Re-elect Boris – then give him more powers

Those English cities that are voting in referendums on Thursday on whether to have directly elected mayors should look to London to see the benefits. The creation of the office of mayor 12 years ago has invigorated political life in the capital. It has given the city a high-profile champion, as well as a greater say in its own affairs. It has proved the adage that the closer power is to the people, the keener will be the people’s interest in politics. The current mayoral campaign has been a vibrant, cut-and-thrust affair, playing to packed hustings and attracting intense media interest.

Much of this is attributable to the personality of Boris Johnson, the Conservative candidate. He not only possesses that rare gift of being able to cheer us all up, but is also a unifying figure. His appeal to disaffected Labour voters shows that clearly enough. Yet he is unmistakably a Tory – indeed, he is one of the few senior Conservative figures prepared to make the moral case for lower taxes. The City of London has never had a more committed cheerleader and his eagerness to challenge the EU’s repeated attempts to clip London’s wings has been refreshing.

Mr Johnson has also shown himself to be a sure-footed administrator during his first term. In straitened times he won a good transport settlement, including guaranteed funding for the Crossrail project linking Heathrow Airport with Canary Wharf. He scrapped the dangerously anti-business western extension of the congestion charge zone, introduced his blue bikes, took bendy buses off the roads and put Routemasters back on them. He has opened up a debate on London’s desperate need for greater airport capacity, setting his sights high with his plans for a new third airport in the Thames Estuary. He was quick to take to task Heathrow’s operators when a snowstorm closed the airport (learning, perhaps, from one of his early mistakes when he failed to send London’s buses out after a snowfall and the capital ground to a halt as a consequence).

On policing, his other main responsibility, he eased Sir Ian Blair out of the commissioner’s office in Scotland Yard at the very earliest opportunity – on the day he took over the chairmanship of the Metropolitan Police Authority. This was a welcome move that ended an era of drift, politicisation and political correctness in the force. Mr Johnson has demonstrated similar boldness in the way he has been prepared to take on his own Government, often quite aggressively.

However, the truth about this election is that had Mr Johnson achieved little, he would still have been a far more attractive candidate than his main challenger. Labour’s Ken Livingstone has fought a wretched and dishonest campaign. Where Mr Johnson is by nature a unifier, Mr Livingstone is by nature divisive. His modus operandi is cynically to cultivate sectional and ethnic interests, not to speak for the whole of the community. An ugly strain of anti-Semitism has underpinned his campaign, while his loose relationship with the truth has been shocking in a man seeking public office. Even many staunch Labour supporters will find it difficult to support him when the polling stations open. It is instructive that the closing stages of the campaign have seen Labour removing Mr Livingstone’s name from its election literature. If Labour were to win tomorrow’s vote, it would be despite Mr Livingstone, not because of him.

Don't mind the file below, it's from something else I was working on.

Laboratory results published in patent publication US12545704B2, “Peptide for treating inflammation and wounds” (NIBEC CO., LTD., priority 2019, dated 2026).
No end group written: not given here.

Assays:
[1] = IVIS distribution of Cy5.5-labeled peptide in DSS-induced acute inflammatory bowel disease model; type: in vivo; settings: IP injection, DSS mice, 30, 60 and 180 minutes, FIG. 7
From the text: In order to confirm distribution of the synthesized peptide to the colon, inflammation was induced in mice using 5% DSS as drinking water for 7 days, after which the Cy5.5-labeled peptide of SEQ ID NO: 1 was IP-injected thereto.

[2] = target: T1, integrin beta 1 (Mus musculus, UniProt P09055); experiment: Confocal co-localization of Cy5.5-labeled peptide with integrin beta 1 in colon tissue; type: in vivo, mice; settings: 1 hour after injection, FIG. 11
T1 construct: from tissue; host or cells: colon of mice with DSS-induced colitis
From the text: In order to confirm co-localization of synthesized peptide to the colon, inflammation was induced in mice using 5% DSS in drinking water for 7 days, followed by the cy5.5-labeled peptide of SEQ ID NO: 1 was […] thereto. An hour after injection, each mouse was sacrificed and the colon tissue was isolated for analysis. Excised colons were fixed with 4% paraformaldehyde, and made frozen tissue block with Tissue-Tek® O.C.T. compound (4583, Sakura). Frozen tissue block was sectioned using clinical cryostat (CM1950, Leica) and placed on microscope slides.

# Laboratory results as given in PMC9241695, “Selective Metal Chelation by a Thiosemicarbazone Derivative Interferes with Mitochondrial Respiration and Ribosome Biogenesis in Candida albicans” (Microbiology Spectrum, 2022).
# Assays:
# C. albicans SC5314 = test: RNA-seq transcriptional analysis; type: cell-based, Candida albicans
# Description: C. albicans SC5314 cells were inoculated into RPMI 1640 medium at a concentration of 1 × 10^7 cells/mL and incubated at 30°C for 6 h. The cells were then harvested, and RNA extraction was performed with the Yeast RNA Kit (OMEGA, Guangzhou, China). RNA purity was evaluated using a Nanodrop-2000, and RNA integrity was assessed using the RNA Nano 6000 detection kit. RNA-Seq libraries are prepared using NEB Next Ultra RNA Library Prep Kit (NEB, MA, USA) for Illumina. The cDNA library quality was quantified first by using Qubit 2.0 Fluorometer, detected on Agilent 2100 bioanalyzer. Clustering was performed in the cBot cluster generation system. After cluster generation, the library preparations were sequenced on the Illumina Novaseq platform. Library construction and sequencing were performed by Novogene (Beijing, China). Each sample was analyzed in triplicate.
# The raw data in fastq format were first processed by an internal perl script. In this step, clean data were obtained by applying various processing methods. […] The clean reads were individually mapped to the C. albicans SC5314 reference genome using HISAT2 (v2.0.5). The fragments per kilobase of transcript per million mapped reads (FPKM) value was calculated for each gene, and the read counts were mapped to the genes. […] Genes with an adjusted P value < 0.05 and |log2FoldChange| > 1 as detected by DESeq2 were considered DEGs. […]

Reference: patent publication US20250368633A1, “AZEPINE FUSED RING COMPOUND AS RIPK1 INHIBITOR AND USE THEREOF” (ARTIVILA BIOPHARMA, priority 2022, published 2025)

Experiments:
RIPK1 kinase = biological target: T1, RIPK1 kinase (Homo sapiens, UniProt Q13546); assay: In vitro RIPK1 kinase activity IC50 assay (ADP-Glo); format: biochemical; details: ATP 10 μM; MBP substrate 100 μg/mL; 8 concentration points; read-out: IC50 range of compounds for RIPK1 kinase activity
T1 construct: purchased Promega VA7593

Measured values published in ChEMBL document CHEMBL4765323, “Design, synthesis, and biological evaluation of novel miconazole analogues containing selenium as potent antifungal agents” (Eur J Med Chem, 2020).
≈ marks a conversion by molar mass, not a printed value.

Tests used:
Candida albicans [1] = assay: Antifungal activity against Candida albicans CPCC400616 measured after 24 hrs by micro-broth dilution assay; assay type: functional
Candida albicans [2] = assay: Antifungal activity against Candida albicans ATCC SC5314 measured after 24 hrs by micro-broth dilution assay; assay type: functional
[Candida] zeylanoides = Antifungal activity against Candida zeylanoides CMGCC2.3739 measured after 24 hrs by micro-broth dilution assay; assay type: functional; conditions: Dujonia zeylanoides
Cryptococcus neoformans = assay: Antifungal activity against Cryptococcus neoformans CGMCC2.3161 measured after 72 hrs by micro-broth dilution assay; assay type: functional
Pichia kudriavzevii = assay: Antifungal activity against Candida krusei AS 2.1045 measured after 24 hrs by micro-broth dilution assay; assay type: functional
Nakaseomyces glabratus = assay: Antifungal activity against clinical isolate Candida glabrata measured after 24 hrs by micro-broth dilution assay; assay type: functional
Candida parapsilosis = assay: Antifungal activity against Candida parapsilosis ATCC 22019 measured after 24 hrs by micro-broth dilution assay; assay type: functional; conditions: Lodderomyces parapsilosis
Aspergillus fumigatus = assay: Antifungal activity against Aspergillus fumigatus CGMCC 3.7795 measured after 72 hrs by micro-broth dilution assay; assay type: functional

The office of mayor in London is now well enough established to allow a serious debate to take place on an extension of powers. The holder is responsible for strategic policies on transport, policing, planning and development, housing, economic development and regeneration, culture and environmental issues. This is an important but limited portfolio. Surely the time has come to invest the mayor’s office with more responsibilities, notably for education and health. It is difficult to argue that the government of London should have more limited powers than the government of Wales.

As for Thursday’s election, a victory for Mr Johnson would be a tonic for London and the country. He has certainly earned the right to a second term and his popularity is all the more noteworthy given the slump in the fortunes of the Conservatives nationally. But this contest is about the man, not the party – it is about character and judgment. That is why the choice facing Londoners tomorrow is such a stark one. If Mr Livingstone were to return to City Hall, the resulting sense of depression would, we suspect, extend far beyond the capital.